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Selected Issues in Equity Compensation
by Alisa J. Baker, Barbara Baksa, Mark A. Borges, Colin Diamond, William Dunn, Mark Hamilton, Thomas LaWer, Joshua McGinn, Rumei Mistry, Eric Orsic, Mark Poerio, Corey Rosen, Donna Yip, and Christine Zwerling
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Format: Perfect-bound book, 374 pages
Edition: Tenth edition (February 2013)
Status: In stock
Administering an Employee Stock Option Plan
Federal Securities Law Considerations for Equity Compensation Plans
State Securities Law Considerations for Equity Compensation Plans
Preparing for an Initial Public Offering
Handling Death Under a Stock Option Plan
Evergreen Provisions for Stock Plans
Repricing Underwater Stock Options
Stock Options in Divorce
Designing and Implementing an Employee Stock Purchase Plan
The Role of the Transfer Agent
Plan Design and Communications Issues for Difficult Times
A Layperson's Glossary of Employee Stock Option Terminology
From Chapter 1, "Administering an Employee Stock Option Plan"Where the optionee is an employee of the company, arrangements must be made to satisfy any withholding tax obligations that arise in connection with the exercise of an NSO. If the optionee is a local employee, generally any withholding tax payment due should accompany delivery of the stock option exercise notice. If the optionee is not a local employee, generally the date of exercise will be considered to be the date on which an executed stock option exercise notice is received by the company via facsimile or electronic transmission and/or funds representing the total required option exercise price for the number of option shares being purchased are wired to the company. The original exercise notice is then mailed to the company along with the necessary withholding tax payment, if applicable. Relevant withholding taxes may include:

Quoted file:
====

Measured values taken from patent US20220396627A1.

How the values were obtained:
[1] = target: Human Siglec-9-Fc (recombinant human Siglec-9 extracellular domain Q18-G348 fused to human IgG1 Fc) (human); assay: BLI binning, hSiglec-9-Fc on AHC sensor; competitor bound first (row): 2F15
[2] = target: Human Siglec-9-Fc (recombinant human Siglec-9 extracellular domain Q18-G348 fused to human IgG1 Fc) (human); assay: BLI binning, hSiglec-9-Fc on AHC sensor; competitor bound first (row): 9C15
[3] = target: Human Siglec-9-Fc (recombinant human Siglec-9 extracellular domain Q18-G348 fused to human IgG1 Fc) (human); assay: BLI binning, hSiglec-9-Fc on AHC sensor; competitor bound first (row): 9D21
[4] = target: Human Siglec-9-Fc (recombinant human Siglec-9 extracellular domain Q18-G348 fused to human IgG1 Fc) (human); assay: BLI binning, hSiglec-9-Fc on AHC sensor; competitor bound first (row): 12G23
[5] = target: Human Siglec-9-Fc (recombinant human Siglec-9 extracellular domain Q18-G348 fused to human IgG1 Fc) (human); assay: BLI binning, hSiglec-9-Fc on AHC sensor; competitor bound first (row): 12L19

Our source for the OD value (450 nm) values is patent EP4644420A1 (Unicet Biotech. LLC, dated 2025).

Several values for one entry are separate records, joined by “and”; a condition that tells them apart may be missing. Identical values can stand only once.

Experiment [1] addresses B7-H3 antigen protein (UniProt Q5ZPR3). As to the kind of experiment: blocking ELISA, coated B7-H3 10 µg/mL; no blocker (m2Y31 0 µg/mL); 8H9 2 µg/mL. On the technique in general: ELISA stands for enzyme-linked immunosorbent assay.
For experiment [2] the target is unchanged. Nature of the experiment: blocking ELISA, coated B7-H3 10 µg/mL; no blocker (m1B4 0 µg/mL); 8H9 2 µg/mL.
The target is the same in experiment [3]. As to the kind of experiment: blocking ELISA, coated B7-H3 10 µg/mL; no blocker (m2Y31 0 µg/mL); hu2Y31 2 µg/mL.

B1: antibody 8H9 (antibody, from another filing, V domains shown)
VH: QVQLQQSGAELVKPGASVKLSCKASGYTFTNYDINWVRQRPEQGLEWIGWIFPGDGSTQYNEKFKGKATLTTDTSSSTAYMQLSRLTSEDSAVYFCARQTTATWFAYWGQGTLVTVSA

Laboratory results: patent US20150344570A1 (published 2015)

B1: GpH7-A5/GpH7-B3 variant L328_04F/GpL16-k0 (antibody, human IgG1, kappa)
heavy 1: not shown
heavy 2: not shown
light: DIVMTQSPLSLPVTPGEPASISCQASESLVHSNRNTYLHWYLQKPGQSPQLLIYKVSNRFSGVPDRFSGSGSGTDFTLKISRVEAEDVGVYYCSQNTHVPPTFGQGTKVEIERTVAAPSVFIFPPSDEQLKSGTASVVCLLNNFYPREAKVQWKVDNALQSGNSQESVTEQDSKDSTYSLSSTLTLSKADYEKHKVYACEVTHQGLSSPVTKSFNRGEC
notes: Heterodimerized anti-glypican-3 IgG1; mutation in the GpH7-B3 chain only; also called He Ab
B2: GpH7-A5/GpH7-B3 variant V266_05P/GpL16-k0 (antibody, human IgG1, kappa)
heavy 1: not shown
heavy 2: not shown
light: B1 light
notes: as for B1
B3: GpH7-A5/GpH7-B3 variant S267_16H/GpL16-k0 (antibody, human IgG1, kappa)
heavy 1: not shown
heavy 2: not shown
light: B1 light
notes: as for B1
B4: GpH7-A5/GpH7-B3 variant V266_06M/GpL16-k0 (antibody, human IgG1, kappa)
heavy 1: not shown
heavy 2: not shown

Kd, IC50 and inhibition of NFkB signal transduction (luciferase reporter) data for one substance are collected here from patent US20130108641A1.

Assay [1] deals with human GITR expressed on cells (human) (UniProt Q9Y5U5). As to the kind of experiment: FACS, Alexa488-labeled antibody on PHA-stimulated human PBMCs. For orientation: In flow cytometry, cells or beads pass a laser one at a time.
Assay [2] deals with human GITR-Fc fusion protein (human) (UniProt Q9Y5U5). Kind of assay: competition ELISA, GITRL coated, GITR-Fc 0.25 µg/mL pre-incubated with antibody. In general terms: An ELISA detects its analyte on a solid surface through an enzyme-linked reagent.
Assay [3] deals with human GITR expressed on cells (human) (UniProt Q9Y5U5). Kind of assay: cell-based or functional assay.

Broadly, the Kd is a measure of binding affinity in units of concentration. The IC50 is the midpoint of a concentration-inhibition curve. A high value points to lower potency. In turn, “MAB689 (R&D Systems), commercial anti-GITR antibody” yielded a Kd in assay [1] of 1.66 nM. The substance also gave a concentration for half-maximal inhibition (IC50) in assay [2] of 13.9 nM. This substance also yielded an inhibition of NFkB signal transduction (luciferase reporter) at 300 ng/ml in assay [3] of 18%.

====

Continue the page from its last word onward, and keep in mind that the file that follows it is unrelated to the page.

- Federal income
- Social Security insurance portion of the Federal Insurance Contributions Act (FICA)
- Medicare insurance portion of FICA
- State income (if applicable)
- State disability or unemployment (if applicable)
Typically, a company can withhold these taxes one of two ways. First, the compensation income resulting from the option exercise may be aggregated with an employee's regular salary payment for the period, with withholding computed on the total amount. Depending upon the vesting arrangements for the option, this compensation income may be determined at the time of exercise or, if exercised prior to vesting, at the time of vesting. Alternatively, the compensation income is eligible for withholding at the flat rate for supplemental wage payments.
In addition, employment taxes under FICA and the Federal Unemployment Tax Act (FUTA) may be due. FICA is made up of two separate taxes: (1) old age, survivor, and disability insurance (Social Security); and (2) hospital insurance (Medicare). The Social Security component of FICA is collected up to an annual maximum, which changes annually. The Medicare component is collected against the employee's total income. A company's payroll department should notify its stock plan professionals when any rate changes occur. FICA taxes are imposed on both the employee and the company, while FUTA taxes are levied against the company alone.